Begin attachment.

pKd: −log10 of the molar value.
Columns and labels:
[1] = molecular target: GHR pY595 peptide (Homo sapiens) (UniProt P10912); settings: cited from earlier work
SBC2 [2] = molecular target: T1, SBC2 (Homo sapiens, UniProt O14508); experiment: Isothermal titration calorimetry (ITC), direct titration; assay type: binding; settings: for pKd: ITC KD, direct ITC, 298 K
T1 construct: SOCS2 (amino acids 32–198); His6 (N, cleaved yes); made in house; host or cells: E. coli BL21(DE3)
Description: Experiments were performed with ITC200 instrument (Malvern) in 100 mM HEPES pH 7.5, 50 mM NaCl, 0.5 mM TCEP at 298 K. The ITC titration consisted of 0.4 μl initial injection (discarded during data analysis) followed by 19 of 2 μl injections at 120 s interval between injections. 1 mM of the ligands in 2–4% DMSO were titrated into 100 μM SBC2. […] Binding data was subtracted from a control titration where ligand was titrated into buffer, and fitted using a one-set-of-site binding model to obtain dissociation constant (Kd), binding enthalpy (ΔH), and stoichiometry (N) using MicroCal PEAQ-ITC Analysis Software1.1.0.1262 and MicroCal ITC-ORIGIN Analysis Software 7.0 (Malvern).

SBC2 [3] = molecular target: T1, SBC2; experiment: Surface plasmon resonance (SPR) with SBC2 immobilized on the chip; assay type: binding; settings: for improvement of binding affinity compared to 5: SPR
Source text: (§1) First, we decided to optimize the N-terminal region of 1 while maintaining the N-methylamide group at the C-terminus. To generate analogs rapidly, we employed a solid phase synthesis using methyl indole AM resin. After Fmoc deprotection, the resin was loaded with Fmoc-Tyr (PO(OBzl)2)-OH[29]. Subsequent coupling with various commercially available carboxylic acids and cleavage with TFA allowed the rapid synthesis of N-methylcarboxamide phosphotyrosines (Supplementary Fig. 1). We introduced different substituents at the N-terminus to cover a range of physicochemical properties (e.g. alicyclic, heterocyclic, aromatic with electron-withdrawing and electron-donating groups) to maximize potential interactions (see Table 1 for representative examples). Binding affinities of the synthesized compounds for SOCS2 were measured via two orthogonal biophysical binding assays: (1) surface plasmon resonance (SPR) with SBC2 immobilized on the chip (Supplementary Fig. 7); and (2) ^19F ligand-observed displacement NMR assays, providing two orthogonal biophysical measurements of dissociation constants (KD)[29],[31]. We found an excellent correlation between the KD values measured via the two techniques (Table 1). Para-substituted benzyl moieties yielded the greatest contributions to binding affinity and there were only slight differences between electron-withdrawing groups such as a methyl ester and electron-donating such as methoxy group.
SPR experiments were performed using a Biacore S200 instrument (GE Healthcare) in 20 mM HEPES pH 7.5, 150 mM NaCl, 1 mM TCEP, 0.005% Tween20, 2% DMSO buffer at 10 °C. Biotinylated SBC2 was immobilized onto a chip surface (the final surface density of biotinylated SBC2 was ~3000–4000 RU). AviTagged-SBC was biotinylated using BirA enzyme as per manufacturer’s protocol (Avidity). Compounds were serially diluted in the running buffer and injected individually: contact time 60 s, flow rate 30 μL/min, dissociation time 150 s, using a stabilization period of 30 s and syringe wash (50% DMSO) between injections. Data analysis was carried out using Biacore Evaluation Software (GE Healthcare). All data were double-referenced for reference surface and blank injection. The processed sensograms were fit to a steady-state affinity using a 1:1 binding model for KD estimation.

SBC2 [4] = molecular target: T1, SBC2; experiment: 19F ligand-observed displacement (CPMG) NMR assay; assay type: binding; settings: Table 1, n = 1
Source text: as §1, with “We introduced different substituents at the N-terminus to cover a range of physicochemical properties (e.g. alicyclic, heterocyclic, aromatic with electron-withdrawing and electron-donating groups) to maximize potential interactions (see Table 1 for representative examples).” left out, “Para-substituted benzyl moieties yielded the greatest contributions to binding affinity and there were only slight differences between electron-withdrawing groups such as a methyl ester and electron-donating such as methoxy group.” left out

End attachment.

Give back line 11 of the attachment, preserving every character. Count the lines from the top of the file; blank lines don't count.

Source text: as §1, with “We introduced different substituents at the N-terminus to cover a range of physicochemical properties (e.g. alicyclic, heterocyclic, aromatic with electron-withdrawing and electron-donating groups) to maximize potential interactions (see Table 1 for representative examples).” left out, “Para-substituted benzyl moieties yielded the greatest contributions to binding affinity and there were only slight differences between electron-withdrawing groups such as a methyl ester and electron-donating such as methoxy group.” left out